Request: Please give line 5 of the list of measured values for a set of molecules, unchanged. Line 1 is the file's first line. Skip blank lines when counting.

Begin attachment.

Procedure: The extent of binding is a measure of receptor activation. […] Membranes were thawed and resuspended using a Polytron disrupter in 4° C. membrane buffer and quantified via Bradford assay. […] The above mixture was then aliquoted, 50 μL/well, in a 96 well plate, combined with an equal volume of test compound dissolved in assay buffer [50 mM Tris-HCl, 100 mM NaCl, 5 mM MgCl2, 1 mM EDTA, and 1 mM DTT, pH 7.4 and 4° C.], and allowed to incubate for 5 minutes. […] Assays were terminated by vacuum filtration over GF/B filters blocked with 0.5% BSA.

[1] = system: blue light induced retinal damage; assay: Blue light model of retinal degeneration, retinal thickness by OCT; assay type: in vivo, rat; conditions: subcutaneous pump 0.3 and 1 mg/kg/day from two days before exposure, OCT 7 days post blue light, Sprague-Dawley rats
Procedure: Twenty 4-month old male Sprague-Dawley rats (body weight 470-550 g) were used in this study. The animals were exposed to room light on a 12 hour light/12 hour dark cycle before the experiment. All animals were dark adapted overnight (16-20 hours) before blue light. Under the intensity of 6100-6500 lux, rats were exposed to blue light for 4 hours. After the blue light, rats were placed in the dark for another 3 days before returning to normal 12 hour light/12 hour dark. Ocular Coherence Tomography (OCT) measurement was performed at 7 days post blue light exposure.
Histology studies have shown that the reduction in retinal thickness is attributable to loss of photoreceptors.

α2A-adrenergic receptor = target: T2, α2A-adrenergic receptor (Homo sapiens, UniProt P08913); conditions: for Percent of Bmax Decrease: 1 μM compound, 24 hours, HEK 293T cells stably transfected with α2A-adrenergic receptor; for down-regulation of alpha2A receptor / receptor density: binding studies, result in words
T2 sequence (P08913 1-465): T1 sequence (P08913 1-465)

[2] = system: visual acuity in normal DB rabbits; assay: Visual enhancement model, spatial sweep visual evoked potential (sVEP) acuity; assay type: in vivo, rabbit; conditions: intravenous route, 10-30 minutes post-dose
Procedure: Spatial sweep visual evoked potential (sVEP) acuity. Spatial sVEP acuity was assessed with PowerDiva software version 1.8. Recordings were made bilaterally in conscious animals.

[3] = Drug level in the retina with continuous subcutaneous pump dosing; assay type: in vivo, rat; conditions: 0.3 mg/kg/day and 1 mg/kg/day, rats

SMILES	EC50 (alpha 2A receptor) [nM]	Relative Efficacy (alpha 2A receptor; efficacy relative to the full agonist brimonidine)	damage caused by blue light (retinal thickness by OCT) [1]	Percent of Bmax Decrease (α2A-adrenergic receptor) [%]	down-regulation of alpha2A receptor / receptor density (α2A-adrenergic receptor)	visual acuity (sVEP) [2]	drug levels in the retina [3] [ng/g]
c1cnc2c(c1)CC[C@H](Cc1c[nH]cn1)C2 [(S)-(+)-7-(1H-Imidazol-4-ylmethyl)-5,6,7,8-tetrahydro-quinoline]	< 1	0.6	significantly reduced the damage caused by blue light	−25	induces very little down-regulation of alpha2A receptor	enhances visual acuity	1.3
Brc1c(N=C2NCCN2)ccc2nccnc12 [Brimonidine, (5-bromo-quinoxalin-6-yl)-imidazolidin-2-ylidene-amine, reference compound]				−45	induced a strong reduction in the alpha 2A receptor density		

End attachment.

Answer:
α2A-adrenergic receptor = target: T2, α2A-adrenergic receptor (Homo sapiens, UniProt P08913); conditions: for Percent of Bmax Decrease: 1 μM compound, 24 hours, HEK 293T cells stably transfected with α2A-adrenergic receptor; for down-regulation of alpha2A receptor / receptor density: binding studies, result in words